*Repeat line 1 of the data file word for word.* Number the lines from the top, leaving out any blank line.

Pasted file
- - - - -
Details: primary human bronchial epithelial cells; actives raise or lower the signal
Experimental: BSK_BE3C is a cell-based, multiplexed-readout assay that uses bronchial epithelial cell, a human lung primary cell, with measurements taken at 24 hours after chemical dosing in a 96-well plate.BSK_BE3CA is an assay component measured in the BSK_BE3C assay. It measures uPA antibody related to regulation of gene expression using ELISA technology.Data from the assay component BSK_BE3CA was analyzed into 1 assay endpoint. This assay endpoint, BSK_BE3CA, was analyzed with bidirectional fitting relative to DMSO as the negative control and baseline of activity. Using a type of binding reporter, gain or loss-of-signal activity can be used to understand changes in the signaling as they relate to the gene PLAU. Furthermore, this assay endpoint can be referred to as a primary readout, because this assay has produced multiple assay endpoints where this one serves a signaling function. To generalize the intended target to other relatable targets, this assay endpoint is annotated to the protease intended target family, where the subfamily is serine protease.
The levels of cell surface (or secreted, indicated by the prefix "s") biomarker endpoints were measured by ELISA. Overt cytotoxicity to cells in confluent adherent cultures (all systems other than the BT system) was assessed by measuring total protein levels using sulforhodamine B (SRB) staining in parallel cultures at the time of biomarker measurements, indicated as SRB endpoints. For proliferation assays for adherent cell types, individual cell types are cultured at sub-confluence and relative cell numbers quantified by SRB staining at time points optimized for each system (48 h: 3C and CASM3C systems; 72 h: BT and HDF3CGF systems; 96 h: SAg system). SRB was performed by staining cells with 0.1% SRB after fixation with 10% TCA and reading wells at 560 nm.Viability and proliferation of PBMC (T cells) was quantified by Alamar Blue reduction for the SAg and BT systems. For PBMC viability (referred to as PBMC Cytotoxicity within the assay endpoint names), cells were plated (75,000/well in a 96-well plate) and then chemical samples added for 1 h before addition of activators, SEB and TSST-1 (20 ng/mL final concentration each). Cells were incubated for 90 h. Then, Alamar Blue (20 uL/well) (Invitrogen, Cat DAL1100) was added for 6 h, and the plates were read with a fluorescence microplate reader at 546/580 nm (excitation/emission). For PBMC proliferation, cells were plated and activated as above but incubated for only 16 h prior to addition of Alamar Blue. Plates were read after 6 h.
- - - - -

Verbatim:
Details: primary human bronchial epithelial cells; actives raise or lower the signal